It's actually quite a common to have leaves around that cover other leaves, but I see what you mean.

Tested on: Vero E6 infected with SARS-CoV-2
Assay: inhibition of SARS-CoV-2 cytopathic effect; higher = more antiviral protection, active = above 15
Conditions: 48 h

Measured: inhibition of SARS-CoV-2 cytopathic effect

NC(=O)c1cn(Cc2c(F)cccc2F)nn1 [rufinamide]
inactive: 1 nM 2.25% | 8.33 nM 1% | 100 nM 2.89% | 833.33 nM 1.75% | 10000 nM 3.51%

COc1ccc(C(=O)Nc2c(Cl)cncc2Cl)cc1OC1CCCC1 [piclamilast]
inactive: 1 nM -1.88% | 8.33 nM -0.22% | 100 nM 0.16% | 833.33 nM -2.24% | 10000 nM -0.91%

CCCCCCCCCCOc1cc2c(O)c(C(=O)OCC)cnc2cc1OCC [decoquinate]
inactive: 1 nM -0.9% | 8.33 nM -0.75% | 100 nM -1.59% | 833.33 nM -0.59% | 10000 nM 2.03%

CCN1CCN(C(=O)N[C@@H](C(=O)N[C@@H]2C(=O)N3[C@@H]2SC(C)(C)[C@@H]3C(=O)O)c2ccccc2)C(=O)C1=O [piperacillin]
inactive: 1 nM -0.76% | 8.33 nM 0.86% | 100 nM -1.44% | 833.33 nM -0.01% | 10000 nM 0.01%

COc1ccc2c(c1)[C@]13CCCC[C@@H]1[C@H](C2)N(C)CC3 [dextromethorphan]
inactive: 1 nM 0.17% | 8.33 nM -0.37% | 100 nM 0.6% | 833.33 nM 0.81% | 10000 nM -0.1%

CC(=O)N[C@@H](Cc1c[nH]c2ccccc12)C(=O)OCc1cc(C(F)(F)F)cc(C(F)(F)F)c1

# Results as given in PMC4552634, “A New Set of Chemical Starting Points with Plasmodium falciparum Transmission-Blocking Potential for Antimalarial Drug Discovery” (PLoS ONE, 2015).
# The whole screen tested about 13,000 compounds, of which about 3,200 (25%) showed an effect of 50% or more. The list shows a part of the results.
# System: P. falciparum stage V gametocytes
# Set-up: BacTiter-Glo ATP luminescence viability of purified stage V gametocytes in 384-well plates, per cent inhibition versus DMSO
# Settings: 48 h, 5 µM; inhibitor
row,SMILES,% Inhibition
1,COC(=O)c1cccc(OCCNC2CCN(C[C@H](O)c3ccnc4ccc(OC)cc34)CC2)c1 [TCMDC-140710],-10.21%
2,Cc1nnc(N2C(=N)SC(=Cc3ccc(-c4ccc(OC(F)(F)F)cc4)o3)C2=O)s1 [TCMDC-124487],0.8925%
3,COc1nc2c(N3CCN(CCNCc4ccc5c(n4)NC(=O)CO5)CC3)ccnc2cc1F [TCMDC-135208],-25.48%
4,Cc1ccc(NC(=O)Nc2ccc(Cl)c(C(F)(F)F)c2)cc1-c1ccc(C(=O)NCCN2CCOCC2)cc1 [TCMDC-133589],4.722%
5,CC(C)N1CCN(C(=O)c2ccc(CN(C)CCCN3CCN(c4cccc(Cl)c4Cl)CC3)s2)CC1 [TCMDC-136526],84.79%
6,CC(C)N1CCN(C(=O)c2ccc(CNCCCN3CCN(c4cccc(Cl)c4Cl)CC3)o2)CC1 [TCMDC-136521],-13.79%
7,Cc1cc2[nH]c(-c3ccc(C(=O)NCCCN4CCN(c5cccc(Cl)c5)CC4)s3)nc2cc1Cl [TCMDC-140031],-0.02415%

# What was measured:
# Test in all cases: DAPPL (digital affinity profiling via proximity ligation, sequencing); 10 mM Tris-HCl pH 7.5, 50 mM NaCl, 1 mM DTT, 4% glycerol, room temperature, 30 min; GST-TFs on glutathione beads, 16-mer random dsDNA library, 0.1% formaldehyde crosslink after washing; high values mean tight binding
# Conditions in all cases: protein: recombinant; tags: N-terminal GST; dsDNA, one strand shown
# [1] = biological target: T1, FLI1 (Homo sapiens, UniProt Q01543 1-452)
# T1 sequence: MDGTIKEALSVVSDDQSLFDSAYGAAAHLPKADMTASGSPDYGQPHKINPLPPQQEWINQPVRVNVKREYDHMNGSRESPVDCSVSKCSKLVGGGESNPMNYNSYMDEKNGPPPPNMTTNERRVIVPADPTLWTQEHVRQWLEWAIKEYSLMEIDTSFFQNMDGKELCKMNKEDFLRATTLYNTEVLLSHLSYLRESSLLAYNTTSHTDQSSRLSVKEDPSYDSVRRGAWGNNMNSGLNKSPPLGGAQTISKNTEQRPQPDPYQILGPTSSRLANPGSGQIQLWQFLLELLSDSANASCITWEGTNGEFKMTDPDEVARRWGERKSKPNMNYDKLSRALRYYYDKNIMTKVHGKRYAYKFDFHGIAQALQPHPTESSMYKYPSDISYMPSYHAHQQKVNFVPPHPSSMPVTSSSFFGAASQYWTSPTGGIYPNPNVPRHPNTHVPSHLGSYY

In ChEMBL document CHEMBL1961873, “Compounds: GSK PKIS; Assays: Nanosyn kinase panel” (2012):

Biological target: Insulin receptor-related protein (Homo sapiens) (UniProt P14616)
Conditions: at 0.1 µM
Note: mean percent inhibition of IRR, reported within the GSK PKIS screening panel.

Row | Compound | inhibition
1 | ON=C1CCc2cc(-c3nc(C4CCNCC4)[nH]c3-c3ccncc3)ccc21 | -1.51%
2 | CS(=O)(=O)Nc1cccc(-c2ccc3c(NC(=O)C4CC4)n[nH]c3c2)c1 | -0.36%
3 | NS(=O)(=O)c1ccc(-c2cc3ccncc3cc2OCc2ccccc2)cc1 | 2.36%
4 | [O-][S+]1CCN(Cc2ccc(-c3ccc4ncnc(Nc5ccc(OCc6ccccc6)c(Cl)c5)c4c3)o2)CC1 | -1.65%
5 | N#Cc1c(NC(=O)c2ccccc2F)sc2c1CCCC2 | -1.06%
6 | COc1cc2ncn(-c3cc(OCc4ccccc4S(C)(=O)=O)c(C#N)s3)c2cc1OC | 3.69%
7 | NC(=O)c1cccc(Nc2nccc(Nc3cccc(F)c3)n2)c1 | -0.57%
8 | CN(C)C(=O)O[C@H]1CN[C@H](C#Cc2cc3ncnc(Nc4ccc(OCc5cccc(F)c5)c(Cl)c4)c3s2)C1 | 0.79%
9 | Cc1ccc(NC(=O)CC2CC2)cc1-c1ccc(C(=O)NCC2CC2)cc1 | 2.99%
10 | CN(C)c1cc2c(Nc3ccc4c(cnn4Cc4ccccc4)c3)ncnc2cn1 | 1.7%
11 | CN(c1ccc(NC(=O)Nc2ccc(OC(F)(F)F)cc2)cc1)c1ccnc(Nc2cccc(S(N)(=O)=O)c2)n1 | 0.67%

That is a repeating motif, so that is more aesthetic than functional(much like a Celtic knot). The problem is not really your motif. Mandalas have radial symmetry. Yours has an incomplete one, regardless of the motif you used. It lacks the radial symmetry needed for it to be functional in terms of meditative practices. Nice drawing, though. Your center is radial; however, the symmetry is not preserved when you make it spherical, in your drawing, at the outer edges. The outer edges of the petals don't have a radial symmetry to the center. Versus adding more petals to make it look 3-D, you should shade them. Along the inside, or outside, of the lines you should make them darker and then use a slightly lighter shade around that darkened line. It will make it look 3-D without the extra petals spoiling the symmetry. Shading creates a 3-D effect without having to add a lot of elements in that depth is implied via the presence of varying levels of darkness and contrast. So versus having a lot of elements in a complex arrangement where that can make preserving symmetry hard, you can make use of shading techniques to suggest depth with less elements that are distracting. The amount of elements you have makes it distracting, which is why I said it is not very functional or practical. For example, say you draw a circle. If we assume that the light is shining from overhead, making the bottom lines of the circle darker while shading the inside via curving strokes done to the bottom from lighter to darker(which would be your darkest part) would make it appear to be spherical with one element. We can apply this same concept to your sketch where we subtract distracting elements and still imply to the eye that it is 3-D. It seems as if you attempted to make it 3-D via implying there are other shapes behind it via having their edges stick out, but that spoils the symmetry. The grid paper you used actually makes it easy to see in that starting from a point and moving diagonally from the edge of a petal to the center, the line would not hit the center. It hits the bottom portion.